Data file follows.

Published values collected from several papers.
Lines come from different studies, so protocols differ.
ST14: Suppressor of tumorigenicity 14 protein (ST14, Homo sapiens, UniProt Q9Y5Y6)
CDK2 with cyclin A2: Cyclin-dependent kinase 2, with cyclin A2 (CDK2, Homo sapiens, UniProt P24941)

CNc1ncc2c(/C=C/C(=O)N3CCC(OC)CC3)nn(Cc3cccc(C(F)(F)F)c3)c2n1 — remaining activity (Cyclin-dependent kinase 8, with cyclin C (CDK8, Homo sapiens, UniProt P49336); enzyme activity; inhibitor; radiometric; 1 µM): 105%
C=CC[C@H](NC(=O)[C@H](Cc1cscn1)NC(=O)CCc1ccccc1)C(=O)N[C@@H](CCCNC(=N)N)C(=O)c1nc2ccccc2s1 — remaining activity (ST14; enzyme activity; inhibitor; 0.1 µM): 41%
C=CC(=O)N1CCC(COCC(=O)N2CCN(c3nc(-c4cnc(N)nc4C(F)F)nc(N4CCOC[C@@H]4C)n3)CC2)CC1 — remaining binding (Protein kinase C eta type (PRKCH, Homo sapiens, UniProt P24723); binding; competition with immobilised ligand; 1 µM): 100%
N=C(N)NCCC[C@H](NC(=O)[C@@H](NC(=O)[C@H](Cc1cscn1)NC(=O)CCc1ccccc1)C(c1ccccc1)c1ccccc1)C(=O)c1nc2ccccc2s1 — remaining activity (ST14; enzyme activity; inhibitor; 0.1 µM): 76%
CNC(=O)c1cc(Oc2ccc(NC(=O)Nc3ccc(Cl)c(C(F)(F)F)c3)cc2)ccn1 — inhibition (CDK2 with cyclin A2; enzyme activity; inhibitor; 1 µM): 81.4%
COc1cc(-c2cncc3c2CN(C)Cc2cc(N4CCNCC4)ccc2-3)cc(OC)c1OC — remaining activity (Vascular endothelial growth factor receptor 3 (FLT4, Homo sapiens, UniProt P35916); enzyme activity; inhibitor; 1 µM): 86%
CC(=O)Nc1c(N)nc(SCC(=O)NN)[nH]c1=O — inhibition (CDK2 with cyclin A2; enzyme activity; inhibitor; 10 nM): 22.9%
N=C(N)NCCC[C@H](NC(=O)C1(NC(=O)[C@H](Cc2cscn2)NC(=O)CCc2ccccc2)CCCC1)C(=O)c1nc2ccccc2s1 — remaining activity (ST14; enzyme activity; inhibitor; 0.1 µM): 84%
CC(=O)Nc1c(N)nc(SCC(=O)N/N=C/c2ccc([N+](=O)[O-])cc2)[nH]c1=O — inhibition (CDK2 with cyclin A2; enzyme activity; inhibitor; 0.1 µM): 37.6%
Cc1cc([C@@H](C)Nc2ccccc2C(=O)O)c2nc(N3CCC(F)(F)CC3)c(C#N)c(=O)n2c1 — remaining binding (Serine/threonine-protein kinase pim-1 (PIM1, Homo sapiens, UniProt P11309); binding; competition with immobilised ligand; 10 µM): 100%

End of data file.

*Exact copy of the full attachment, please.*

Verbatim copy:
Published values collected from several papers.
Lines come from different studies, so protocols differ.
ST14: Suppressor of tumorigenicity 14 protein (ST14, Homo sapiens, UniProt Q9Y5Y6)
CDK2 with cyclin A2: Cyclin-dependent kinase 2, with cyclin A2 (CDK2, Homo sapiens, UniProt P24941)

CNc1ncc2c(/C=C/C(=O)N3CCC(OC)CC3)nn(Cc3cccc(C(F)(F)F)c3)c2n1 — remaining activity (Cyclin-dependent kinase 8, with cyclin C (CDK8, Homo sapiens, UniProt P49336); enzyme activity; inhibitor; radiometric; 1 µM): 105%
C=CC[C@H](NC(=O)[C@H](Cc1cscn1)NC(=O)CCc1ccccc1)C(=O)N[C@@H](CCCNC(=N)N)C(=O)c1nc2ccccc2s1 — remaining activity (ST14; enzyme activity; inhibitor; 0.1 µM): 41%
C=CC(=O)N1CCC(COCC(=O)N2CCN(c3nc(-c4cnc(N)nc4C(F)F)nc(N4CCOC[C@@H]4C)n3)CC2)CC1 — remaining binding (Protein kinase C eta type (PRKCH, Homo sapiens, UniProt P24723); binding; competition with immobilised ligand; 1 µM): 100%
N=C(N)NCCC[C@H](NC(=O)[C@@H](NC(=O)[C@H](Cc1cscn1)NC(=O)CCc1ccccc1)C(c1ccccc1)c1ccccc1)C(=O)c1nc2ccccc2s1 — remaining activity (ST14; enzyme activity; inhibitor; 0.1 µM): 76%
CNC(=O)c1cc(Oc2ccc(NC(=O)Nc3ccc(Cl)c(C(F)(F)F)c3)cc2)ccn1 — inhibition (CDK2 with cyclin A2; enzyme activity; inhibitor; 1 µM): 81.4%
COc1cc(-c2cncc3c2CN(C)Cc2cc(N4CCNCC4)ccc2-3)cc(OC)c1OC — remaining activity (Vascular endothelial growth factor receptor 3 (FLT4, Homo sapiens, UniProt P35916); enzyme activity; inhibitor; 1 µM): 86%
CC(=O)Nc1c(N)nc(SCC(=O)NN)[nH]c1=O — inhibition (CDK2 with cyclin A2; enzyme activity; inhibitor; 10 nM): 22.9%
N=C(N)NCCC[C@H](NC(=O)C1(NC(=O)[C@H](Cc2cscn2)NC(=O)CCc2ccccc2)CCCC1)C(=O)c1nc2ccccc2s1 — remaining activity (ST14; enzyme activity; inhibitor; 0.1 µM): 84%
CC(=O)Nc1c(N)nc(SCC(=O)N/N=C/c2ccc([N+](=O)[O-])cc2)[nH]c1=O — inhibition (CDK2 with cyclin A2; enzyme activity; inhibitor; 0.1 µM): 37.6%
Cc1cc([C@@H](C)Nc2ccccc2C(=O)O)c2nc(N3CCC(F)(F)CC3)c(C#N)c(=O)n2c1 — remaining binding (Serine/threonine-protein kinase pim-1 (PIM1, Homo sapiens, UniProt P11309); binding; competition with immobilised ligand; 10 µM): 100%